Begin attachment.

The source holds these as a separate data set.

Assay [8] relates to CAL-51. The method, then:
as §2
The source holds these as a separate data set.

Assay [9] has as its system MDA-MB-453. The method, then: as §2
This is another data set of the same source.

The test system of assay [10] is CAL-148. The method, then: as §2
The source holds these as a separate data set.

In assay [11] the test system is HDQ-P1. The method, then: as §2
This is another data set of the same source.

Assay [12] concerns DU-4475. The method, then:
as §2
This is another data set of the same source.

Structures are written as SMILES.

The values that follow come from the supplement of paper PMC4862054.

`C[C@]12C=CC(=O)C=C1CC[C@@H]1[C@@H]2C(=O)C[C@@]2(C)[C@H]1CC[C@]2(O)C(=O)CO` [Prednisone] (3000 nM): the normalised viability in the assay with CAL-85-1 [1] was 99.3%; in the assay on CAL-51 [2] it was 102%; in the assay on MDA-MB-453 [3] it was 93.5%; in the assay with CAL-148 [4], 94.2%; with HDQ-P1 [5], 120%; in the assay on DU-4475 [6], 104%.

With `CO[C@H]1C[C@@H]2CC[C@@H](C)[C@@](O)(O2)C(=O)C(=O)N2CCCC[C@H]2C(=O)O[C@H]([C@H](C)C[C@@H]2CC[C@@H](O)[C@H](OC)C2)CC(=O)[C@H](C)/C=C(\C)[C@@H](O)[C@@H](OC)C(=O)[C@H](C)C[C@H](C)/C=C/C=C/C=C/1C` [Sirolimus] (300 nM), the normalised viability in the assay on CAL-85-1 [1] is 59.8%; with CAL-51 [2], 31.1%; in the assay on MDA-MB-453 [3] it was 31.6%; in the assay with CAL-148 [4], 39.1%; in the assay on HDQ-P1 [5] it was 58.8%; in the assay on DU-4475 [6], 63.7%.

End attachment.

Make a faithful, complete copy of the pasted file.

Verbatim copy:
The source holds these as a separate data set.

Assay [8] relates to CAL-51. The method, then:
as §2
The source holds these as a separate data set.

Assay [9] has as its system MDA-MB-453. The method, then: as §2
This is another data set of the same source.

The test system of assay [10] is CAL-148. The method, then: as §2
The source holds these as a separate data set.

In assay [11] the test system is HDQ-P1. The method, then: as §2
This is another data set of the same source.

Assay [12] concerns DU-4475. The method, then:
as §2
This is another data set of the same source.

Structures are written as SMILES.

The values that follow come from the supplement of paper PMC4862054.

`C[C@]12C=CC(=O)C=C1CC[C@@H]1[C@@H]2C(=O)C[C@@]2(C)[C@H]1CC[C@]2(O)C(=O)CO` [Prednisone] (3000 nM): the normalised viability in the assay with CAL-85-1 [1] was 99.3%; in the assay on CAL-51 [2] it was 102%; in the assay on MDA-MB-453 [3] it was 93.5%; in the assay with CAL-148 [4], 94.2%; with HDQ-P1 [5], 120%; in the assay on DU-4475 [6], 104%.

With `CO[C@H]1C[C@@H]2CC[C@@H](C)[C@@](O)(O2)C(=O)C(=O)N2CCCC[C@H]2C(=O)O[C@H]([C@H](C)C[C@@H]2CC[C@@H](O)[C@H](OC)C2)CC(=O)[C@H](C)/C=C(\C)[C@@H](O)[C@@H](OC)C(=O)[C@H](C)C[C@H](C)/C=C/C=C/C=C/1C` [Sirolimus] (300 nM), the normalised viability in the assay on CAL-85-1 [1] is 59.8%; with CAL-51 [2], 31.1%; in the assay on MDA-MB-453 [3] it was 31.6%; in the assay with CAL-148 [4], 39.1%; in the assay on HDQ-P1 [5] it was 58.8%; in the assay on DU-4475 [6], 63.7%.